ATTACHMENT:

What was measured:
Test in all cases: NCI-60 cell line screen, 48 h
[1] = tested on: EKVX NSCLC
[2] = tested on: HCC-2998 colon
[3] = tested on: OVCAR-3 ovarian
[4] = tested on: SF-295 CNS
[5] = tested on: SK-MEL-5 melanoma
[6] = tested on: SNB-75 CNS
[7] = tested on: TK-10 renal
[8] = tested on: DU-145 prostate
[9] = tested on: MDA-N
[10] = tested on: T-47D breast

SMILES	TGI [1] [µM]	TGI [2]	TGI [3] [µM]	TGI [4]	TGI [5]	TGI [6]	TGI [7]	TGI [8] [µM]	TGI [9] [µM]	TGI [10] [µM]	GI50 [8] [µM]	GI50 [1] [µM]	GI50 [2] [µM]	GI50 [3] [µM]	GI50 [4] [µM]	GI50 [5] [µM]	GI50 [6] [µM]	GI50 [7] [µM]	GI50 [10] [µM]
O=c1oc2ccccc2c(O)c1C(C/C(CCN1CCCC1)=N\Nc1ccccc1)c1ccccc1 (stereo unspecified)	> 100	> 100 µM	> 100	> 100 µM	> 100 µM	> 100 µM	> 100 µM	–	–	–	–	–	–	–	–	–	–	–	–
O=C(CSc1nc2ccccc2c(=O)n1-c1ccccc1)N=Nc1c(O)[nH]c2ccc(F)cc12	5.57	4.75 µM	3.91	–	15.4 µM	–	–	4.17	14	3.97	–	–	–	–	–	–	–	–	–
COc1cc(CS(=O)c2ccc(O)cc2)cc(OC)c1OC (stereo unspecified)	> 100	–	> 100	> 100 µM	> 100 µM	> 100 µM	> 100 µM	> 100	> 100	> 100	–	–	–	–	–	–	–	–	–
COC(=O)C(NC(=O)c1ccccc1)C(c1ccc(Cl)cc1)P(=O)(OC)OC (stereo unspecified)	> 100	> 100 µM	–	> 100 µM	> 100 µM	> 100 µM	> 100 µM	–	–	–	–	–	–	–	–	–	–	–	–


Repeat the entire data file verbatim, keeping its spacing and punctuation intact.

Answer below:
What was measured:
Test in all cases: NCI-60 cell line screen, 48 h
[1] = tested on: EKVX NSCLC
[2] = tested on: HCC-2998 colon
[3] = tested on: OVCAR-3 ovarian
[4] = tested on: SF-295 CNS
[5] = tested on: SK-MEL-5 melanoma
[6] = tested on: SNB-75 CNS
[7] = tested on: TK-10 renal
[8] = tested on: DU-145 prostate
[9] = tested on: MDA-N
[10] = tested on: T-47D breast

SMILES	TGI [1] [µM]	TGI [2]	TGI [3] [µM]	TGI [4]	TGI [5]	TGI [6]	TGI [7]	TGI [8] [µM]	TGI [9] [µM]	TGI [10] [µM]	GI50 [8] [µM]	GI50 [1] [µM]	GI50 [2] [µM]	GI50 [3] [µM]	GI50 [4] [µM]	GI50 [5] [µM]	GI50 [6] [µM]	GI50 [7] [µM]	GI50 [10] [µM]
O=c1oc2ccccc2c(O)c1C(C/C(CCN1CCCC1)=N\Nc1ccccc1)c1ccccc1 (stereo unspecified)	> 100	> 100 µM	> 100	> 100 µM	> 100 µM	> 100 µM	> 100 µM	–	–	–	–	–	–	–	–	–	–	–	–
O=C(CSc1nc2ccccc2c(=O)n1-c1ccccc1)N=Nc1c(O)[nH]c2ccc(F)cc12	5.57	4.75 µM	3.91	–	15.4 µM	–	–	4.17	14	3.97	–	–	–	–	–	–	–	–	–
COc1cc(CS(=O)c2ccc(O)cc2)cc(OC)c1OC (stereo unspecified)	> 100	–	> 100	> 100 µM	> 100 µM	> 100 µM	> 100 µM	> 100	> 100	> 100	–	–	–	–	–	–	–	–	–
COC(=O)C(NC(=O)c1ccccc1)C(c1ccc(Cl)cc1)P(=O)(OC)OC (stereo unspecified)	> 100	> 100 µM	–	> 100 µM	> 100 µM	> 100 µM	> 100 µM	–	–	–	–	–	–	–	–	–	–	–	–